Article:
The figure of $292M resulted from searches of individual dioceses’ websites and other public sources. These include a $128M renovation of St. Michael’s Cathedral Basilica in Toronto. The 2016 gala opening – complete with a brass band – was held one year after Canadian church groups went to court to say there was no more fundraising money for survivors.

Critics say the financial commitment to residential school survivors was largely forgotten.
The Canadian Conference of Catholic Bishops declined a CBC News request this week to ask its member bishops for the information.

According to the Catholic Register (Jan. 6, 2016) – As a result of the Catholic fundraising campaign falling more than 80 per cent short of its goal, a reimbursement has been made to the other church parties to the Settlement Agreement:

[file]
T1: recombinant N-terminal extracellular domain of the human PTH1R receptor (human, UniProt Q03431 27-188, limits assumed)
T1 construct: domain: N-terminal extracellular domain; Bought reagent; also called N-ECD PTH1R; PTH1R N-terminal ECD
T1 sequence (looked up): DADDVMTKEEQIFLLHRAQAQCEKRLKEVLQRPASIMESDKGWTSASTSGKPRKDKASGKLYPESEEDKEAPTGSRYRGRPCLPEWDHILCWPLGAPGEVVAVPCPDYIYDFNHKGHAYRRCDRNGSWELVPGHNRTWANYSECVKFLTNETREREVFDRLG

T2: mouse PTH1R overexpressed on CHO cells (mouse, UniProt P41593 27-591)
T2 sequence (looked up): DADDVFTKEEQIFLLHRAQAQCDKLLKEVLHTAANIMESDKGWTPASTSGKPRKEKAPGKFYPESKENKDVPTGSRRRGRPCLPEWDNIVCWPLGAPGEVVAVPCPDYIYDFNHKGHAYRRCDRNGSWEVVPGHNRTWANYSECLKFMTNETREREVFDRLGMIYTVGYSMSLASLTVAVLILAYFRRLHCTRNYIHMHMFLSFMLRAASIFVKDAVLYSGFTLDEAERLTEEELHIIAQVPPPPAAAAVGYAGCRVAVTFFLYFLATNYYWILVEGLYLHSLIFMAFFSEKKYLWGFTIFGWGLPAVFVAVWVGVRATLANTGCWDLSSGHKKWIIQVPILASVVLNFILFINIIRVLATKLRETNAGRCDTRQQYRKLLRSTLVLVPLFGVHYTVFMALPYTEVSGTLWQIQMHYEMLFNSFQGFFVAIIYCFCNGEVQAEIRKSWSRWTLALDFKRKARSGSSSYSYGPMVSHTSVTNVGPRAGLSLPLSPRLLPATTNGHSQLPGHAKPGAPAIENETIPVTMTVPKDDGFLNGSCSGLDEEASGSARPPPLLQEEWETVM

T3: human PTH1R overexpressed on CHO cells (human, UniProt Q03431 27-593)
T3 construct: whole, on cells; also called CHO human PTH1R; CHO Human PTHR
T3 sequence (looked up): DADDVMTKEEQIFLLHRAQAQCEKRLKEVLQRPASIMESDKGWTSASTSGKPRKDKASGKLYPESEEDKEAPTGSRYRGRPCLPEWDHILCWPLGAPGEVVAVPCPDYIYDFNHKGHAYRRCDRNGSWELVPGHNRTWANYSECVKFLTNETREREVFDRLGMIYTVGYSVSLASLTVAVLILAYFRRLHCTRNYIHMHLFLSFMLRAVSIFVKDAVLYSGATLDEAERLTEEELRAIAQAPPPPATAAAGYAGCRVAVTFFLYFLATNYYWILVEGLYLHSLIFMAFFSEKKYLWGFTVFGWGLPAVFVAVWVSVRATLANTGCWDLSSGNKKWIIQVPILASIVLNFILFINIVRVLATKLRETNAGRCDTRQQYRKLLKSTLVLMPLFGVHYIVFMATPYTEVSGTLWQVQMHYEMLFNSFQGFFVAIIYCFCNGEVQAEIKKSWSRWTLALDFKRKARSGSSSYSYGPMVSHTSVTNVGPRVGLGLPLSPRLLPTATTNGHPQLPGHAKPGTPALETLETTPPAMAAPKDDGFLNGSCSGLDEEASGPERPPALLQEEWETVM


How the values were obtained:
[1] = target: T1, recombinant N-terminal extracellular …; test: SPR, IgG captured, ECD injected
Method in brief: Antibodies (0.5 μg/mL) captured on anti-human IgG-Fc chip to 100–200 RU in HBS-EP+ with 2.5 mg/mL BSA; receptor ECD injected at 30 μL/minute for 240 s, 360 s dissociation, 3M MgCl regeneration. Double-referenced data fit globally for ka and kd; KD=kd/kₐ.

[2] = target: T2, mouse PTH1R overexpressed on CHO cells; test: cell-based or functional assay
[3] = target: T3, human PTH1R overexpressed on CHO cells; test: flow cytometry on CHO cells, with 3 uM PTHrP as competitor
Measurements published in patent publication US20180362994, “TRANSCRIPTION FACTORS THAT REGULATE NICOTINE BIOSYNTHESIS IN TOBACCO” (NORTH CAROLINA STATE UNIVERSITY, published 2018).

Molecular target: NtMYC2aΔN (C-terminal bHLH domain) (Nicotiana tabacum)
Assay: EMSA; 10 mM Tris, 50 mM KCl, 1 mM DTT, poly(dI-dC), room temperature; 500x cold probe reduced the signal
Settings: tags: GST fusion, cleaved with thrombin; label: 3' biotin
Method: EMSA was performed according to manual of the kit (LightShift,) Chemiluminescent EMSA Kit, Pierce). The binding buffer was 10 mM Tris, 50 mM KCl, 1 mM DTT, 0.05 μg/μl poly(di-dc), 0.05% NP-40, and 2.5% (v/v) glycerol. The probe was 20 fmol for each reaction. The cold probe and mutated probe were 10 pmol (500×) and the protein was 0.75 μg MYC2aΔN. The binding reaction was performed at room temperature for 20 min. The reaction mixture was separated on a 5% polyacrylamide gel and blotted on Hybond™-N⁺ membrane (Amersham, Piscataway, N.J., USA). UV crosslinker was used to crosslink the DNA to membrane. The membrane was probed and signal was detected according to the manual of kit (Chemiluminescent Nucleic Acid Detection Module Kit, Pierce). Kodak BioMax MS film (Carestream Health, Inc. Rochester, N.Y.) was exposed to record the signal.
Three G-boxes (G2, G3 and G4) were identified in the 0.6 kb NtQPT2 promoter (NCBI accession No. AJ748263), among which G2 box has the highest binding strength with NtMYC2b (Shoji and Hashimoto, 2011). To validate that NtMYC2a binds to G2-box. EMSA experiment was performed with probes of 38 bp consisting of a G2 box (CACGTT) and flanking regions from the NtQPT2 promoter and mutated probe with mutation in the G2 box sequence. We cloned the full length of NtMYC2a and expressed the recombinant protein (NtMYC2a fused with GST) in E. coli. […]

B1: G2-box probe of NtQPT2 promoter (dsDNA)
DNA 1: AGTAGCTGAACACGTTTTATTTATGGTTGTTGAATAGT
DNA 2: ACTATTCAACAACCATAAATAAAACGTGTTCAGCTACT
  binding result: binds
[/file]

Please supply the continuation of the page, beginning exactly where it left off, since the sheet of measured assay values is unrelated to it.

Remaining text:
• Anglican Church of Canada: $2.8M to apply to its ongoing Anglican Fund for Healing and Reconciliation, which runs reconciliation projects in remote aboriginal communities across Canada.
  • Presbyterian Church of Canada’s $1.3 million cash payment to apply to Indigenous programming
  • United Church of Canada: $2.2M reimbursement TBD at press time

September 27, 2021


Catholic Church

Bishops of Canada commit to nation-wide collective financial target of $30 million